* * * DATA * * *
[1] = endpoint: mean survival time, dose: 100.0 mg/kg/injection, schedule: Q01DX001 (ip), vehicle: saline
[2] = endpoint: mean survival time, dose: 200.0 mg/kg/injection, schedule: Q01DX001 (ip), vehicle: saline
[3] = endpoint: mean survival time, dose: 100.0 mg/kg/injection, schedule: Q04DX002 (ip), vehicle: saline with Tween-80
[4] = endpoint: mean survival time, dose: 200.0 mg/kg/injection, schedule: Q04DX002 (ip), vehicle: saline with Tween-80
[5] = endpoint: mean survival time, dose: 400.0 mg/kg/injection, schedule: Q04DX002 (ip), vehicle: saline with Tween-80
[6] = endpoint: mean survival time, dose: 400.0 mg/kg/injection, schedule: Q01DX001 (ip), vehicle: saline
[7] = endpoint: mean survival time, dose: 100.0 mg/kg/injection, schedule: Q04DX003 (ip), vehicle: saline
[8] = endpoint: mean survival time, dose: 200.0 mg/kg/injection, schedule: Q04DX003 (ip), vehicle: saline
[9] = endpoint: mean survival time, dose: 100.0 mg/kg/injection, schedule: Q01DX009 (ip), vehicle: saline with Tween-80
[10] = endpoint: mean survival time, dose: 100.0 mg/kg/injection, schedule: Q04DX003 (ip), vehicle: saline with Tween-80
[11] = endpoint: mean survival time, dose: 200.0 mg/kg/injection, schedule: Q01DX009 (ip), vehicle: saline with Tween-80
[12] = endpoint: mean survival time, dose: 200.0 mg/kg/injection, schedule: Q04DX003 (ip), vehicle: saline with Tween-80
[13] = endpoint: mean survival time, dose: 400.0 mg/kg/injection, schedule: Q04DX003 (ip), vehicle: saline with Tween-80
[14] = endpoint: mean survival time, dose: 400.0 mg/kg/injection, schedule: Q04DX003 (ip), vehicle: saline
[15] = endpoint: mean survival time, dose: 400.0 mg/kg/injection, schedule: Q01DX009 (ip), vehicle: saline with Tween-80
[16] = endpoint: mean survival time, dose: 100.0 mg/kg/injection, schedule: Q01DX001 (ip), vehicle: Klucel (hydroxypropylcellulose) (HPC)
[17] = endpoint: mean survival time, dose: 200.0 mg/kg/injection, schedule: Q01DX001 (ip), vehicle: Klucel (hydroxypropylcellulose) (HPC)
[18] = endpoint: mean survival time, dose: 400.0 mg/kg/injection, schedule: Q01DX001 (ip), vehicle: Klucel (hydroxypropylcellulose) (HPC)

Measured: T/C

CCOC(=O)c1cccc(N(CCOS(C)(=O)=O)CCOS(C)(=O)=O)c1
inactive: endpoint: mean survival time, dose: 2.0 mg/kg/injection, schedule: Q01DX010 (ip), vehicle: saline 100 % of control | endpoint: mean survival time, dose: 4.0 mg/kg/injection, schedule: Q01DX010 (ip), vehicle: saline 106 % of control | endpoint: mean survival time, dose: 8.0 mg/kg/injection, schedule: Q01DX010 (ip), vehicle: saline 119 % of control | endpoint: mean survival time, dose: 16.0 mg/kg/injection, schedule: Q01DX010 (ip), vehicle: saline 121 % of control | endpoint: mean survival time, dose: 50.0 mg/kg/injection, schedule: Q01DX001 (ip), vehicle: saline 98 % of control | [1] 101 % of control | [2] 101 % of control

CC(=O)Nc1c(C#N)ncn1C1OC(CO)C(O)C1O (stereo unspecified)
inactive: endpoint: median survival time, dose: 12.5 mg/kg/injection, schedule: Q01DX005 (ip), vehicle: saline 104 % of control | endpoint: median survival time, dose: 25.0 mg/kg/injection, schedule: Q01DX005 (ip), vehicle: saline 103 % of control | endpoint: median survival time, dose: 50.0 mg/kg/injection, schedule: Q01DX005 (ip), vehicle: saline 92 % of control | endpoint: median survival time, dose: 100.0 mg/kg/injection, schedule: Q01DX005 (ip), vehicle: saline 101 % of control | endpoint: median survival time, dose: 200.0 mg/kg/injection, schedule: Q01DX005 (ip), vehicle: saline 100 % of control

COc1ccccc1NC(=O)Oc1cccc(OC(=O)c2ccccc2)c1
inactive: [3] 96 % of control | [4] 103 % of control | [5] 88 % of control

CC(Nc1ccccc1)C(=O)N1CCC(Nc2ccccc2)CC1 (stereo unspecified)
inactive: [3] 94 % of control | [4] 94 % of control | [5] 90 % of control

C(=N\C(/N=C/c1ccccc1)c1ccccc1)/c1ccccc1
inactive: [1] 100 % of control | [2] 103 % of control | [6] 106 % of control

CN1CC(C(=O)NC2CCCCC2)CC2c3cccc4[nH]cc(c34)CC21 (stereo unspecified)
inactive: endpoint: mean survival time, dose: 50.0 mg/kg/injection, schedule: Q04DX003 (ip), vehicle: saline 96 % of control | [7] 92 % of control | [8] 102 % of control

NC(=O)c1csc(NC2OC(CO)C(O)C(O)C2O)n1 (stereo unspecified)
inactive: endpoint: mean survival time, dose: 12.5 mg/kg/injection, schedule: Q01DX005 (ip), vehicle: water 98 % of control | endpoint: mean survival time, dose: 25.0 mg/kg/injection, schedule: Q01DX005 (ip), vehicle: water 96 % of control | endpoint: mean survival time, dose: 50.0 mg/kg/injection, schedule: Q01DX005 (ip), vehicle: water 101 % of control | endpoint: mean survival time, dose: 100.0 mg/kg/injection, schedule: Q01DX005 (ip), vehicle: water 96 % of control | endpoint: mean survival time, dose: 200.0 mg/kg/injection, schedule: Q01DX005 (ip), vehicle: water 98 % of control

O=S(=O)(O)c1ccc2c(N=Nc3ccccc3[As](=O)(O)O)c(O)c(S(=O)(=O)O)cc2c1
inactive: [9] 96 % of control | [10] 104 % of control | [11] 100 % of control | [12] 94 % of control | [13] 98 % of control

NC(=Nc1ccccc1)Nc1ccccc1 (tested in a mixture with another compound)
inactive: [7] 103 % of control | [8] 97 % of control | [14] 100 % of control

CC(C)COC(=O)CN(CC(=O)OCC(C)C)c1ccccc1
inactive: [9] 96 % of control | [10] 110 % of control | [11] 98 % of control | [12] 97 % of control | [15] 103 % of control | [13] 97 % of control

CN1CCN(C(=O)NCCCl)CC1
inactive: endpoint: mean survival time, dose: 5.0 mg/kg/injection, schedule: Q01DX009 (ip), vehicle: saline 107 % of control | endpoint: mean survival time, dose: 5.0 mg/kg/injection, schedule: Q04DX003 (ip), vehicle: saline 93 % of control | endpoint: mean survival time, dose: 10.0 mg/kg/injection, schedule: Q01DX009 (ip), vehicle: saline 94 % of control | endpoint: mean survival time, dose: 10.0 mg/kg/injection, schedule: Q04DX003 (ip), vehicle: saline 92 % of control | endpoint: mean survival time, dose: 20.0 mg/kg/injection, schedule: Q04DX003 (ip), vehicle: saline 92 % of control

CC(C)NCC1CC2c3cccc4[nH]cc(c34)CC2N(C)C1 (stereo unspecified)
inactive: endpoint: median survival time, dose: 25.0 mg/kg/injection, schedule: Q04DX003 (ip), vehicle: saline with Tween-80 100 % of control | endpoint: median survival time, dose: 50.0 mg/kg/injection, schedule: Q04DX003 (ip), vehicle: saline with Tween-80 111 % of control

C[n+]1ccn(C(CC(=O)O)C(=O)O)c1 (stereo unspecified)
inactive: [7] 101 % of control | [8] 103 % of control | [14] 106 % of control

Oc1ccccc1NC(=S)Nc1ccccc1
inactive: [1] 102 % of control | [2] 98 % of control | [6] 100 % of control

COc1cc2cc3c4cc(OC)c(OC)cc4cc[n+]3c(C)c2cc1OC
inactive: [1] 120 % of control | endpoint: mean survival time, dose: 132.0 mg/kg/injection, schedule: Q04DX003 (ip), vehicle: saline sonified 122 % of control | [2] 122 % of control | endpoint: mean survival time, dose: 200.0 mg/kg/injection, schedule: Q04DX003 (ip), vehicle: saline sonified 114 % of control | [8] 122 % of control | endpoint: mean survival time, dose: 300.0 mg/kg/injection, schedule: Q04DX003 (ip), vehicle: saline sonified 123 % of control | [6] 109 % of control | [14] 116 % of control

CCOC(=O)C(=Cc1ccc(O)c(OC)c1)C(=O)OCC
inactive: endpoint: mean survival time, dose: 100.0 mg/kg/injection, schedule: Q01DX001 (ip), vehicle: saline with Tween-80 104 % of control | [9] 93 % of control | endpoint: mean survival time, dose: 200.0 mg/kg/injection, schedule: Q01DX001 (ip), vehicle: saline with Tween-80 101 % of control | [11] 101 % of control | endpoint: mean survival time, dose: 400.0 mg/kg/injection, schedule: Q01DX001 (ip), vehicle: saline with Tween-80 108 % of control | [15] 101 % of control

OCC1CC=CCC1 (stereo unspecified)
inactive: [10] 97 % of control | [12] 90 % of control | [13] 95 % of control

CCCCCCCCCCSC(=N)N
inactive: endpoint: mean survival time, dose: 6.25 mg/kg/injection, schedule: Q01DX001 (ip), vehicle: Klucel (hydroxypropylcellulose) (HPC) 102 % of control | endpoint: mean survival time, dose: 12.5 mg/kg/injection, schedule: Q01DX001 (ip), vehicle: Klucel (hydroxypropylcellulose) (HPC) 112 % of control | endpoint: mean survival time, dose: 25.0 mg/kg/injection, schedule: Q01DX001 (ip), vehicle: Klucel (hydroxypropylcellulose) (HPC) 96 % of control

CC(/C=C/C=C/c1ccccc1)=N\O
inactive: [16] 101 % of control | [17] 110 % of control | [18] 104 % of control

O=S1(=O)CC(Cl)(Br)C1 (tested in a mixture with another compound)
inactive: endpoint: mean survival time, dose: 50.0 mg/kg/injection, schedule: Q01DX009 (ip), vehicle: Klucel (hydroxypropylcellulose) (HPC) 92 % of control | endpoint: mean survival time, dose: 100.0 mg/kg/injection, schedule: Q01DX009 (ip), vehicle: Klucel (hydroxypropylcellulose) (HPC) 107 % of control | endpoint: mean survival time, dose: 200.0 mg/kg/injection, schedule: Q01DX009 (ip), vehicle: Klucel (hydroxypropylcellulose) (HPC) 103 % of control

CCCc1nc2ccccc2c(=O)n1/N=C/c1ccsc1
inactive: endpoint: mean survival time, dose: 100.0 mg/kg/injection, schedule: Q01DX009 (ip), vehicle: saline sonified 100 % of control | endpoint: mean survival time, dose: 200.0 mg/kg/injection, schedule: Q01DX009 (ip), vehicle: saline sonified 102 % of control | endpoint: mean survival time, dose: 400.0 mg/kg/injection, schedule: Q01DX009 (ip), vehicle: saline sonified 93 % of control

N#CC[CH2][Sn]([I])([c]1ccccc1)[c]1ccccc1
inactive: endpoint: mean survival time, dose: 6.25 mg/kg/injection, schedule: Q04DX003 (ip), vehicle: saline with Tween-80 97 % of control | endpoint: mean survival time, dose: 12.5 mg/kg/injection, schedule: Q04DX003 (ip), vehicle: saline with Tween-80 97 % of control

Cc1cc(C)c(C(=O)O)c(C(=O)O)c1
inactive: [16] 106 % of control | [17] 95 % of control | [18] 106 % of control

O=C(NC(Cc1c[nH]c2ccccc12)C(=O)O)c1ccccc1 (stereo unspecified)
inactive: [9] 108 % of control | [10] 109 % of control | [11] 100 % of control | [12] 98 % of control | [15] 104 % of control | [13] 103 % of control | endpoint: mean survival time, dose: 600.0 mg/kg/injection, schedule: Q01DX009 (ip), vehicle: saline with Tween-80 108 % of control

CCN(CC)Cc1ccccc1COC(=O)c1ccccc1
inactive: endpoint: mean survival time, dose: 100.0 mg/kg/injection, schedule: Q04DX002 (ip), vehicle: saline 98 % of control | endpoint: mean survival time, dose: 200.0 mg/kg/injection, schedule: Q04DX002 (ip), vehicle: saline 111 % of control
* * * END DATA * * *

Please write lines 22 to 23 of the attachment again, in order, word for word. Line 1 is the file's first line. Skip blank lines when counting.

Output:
CC(=O)Nc1c(C#N)ncn1C1OC(CO)C(O)C1O (stereo unspecified)
inactive: endpoint: median survival time, dose: 12.5 mg/kg/injection, schedule: Q01DX005 (ip), vehicle: saline 104 % of control | endpoint: median survival time, dose: 25.0 mg/kg/injection, schedule: Q01DX005 (ip), vehicle: saline 103 % of control | endpoint: median survival time, dose: 50.0 mg/kg/injection, schedule: Q01DX005 (ip), vehicle: saline 92 % of control | endpoint: median survival time, dose: 100.0 mg/kg/injection, schedule: Q01DX005 (ip), vehicle: saline 101 % of control | endpoint: median survival time, dose: 200.0 mg/kg/injection, schedule: Q01DX005 (ip), vehicle: saline 100 % of control